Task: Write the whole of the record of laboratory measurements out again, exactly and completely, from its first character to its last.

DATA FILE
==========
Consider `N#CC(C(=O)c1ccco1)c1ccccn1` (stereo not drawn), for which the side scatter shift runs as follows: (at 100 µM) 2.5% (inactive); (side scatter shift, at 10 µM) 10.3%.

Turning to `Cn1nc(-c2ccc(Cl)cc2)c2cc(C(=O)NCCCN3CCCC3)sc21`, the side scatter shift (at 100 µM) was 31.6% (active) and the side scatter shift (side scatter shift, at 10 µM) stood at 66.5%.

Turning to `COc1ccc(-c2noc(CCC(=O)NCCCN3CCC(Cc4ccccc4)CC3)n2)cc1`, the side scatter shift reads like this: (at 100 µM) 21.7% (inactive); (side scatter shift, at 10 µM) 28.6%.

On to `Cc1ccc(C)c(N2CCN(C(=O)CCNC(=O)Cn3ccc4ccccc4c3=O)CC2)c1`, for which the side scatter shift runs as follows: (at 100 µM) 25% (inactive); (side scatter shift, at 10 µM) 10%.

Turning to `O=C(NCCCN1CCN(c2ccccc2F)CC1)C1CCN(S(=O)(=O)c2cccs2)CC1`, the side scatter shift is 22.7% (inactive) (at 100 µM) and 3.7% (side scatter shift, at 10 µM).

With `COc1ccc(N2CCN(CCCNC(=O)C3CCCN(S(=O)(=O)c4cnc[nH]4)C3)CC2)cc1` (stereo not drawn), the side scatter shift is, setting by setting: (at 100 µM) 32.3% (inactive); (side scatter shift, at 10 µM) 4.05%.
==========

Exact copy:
Consider `N#CC(C(=O)c1ccco1)c1ccccn1` (stereo not drawn), for which the side scatter shift runs as follows: (at 100 µM) 2.5% (inactive); (side scatter shift, at 10 µM) 10.3%.

Turning to `Cn1nc(-c2ccc(Cl)cc2)c2cc(C(=O)NCCCN3CCCC3)sc21`, the side scatter shift (at 100 µM) was 31.6% (active) and the side scatter shift (side scatter shift, at 10 µM) stood at 66.5%.

Turning to `COc1ccc(-c2noc(CCC(=O)NCCCN3CCC(Cc4ccccc4)CC3)n2)cc1`, the side scatter shift reads like this: (at 100 µM) 21.7% (inactive); (side scatter shift, at 10 µM) 28.6%.

On to `Cc1ccc(C)c(N2CCN(C(=O)CCNC(=O)Cn3ccc4ccccc4c3=O)CC2)c1`, for which the side scatter shift runs as follows: (at 100 µM) 25% (inactive); (side scatter shift, at 10 µM) 10%.

Turning to `O=C(NCCCN1CCN(c2ccccc2F)CC1)C1CCN(S(=O)(=O)c2cccs2)CC1`, the side scatter shift is 22.7% (inactive) (at 100 µM) and 3.7% (side scatter shift, at 10 µM).

With `COc1ccc(N2CCN(CCCNC(=O)C3CCCN(S(=O)(=O)c4cnc[nH]4)C3)CC2)cc1` (stereo not drawn), the side scatter shift is, setting by setting: (at 100 µM) 32.3% (inactive); (side scatter shift, at 10 µM) 4.05%.